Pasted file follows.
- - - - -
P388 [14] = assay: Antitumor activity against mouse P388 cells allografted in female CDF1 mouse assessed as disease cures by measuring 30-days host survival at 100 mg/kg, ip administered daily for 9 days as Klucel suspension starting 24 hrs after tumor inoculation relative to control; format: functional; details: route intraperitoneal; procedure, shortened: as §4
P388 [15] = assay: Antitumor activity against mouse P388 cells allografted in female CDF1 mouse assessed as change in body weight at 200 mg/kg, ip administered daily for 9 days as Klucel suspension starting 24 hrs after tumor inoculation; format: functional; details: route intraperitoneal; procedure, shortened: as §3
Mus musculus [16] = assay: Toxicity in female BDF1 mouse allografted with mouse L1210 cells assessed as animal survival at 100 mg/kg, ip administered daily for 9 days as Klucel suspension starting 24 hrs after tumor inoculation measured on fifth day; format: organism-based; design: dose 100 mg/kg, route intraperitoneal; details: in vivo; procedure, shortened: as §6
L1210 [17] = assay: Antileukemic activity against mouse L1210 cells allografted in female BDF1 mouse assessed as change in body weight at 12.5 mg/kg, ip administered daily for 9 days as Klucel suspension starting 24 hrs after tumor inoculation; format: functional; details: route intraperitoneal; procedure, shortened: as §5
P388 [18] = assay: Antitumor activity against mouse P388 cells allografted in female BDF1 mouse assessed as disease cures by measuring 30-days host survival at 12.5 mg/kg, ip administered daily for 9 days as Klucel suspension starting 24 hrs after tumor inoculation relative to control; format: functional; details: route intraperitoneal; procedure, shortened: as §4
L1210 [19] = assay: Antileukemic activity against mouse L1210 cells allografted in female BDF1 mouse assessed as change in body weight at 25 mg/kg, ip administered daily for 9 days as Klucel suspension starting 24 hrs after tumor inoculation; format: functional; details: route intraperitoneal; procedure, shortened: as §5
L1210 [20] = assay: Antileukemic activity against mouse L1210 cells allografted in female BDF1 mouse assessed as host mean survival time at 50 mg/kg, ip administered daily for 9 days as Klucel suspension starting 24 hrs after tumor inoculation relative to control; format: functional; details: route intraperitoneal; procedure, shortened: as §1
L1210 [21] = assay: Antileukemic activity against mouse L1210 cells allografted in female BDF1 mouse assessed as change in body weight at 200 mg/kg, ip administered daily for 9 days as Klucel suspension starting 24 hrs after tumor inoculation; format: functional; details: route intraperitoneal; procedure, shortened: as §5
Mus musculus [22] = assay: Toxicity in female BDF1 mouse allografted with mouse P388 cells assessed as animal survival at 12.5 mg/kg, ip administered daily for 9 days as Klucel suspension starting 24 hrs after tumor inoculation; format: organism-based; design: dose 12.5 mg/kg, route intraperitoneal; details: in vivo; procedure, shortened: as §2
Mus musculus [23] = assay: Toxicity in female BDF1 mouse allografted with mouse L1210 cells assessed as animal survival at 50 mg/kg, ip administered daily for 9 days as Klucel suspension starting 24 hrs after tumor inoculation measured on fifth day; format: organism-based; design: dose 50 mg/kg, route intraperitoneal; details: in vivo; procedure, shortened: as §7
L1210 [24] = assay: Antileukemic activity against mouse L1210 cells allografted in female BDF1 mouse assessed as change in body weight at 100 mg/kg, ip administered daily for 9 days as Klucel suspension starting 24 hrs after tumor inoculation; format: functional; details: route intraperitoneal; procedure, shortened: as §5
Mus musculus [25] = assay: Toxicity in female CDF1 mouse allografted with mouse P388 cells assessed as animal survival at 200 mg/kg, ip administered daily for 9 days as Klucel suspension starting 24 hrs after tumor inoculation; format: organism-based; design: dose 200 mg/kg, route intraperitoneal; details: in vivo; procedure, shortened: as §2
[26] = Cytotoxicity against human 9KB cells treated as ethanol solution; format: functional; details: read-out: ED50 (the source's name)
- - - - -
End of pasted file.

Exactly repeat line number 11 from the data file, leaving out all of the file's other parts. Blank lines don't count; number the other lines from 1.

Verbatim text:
L1210 [24] = assay: Antileukemic activity against mouse L1210 cells allografted in female BDF1 mouse assessed as change in body weight at 100 mg/kg, ip administered daily for 9 days as Klucel suspension starting 24 hrs after tumor inoculation; format: functional; details: route intraperitoneal; procedure, shortened: as §5